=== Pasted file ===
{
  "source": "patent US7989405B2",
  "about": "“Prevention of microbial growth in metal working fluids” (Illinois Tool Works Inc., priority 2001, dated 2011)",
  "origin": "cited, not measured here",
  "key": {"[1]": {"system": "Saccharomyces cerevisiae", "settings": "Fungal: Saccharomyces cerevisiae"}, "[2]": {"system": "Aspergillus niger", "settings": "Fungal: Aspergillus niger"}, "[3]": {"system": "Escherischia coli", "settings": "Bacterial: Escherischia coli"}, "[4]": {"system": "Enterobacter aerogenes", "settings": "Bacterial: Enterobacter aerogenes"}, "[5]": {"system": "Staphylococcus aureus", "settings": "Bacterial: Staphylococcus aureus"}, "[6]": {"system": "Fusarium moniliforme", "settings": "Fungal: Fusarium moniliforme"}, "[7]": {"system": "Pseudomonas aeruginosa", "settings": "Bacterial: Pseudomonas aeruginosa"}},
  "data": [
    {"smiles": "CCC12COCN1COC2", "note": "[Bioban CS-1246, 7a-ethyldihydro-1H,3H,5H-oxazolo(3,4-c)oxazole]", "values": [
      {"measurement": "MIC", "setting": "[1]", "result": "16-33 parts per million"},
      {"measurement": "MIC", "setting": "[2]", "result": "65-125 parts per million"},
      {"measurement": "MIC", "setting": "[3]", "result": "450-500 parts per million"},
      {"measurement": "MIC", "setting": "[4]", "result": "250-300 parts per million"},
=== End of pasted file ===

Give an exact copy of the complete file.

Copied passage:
{
  "source": "patent US7989405B2",
  "about": "“Prevention of microbial growth in metal working fluids” (Illinois Tool Works Inc., priority 2001, dated 2011)",
  "origin": "cited, not measured here",
  "key": {"[1]": {"system": "Saccharomyces cerevisiae", "settings": "Fungal: Saccharomyces cerevisiae"}, "[2]": {"system": "Aspergillus niger", "settings": "Fungal: Aspergillus niger"}, "[3]": {"system": "Escherischia coli", "settings": "Bacterial: Escherischia coli"}, "[4]": {"system": "Enterobacter aerogenes", "settings": "Bacterial: Enterobacter aerogenes"}, "[5]": {"system": "Staphylococcus aureus", "settings": "Bacterial: Staphylococcus aureus"}, "[6]": {"system": "Fusarium moniliforme", "settings": "Fungal: Fusarium moniliforme"}, "[7]": {"system": "Pseudomonas aeruginosa", "settings": "Bacterial: Pseudomonas aeruginosa"}},
  "data": [
    {"smiles": "CCC12COCN1COC2", "note": "[Bioban CS-1246, 7a-ethyldihydro-1H,3H,5H-oxazolo(3,4-c)oxazole]", "values": [
      {"measurement": "MIC", "setting": "[1]", "result": "16-33 parts per million"},
      {"measurement": "MIC", "setting": "[2]", "result": "65-125 parts per million"},
      {"measurement": "MIC", "setting": "[3]", "result": "450-500 parts per million"},
      {"measurement": "MIC", "setting": "[4]", "result": "250-300 parts per million"},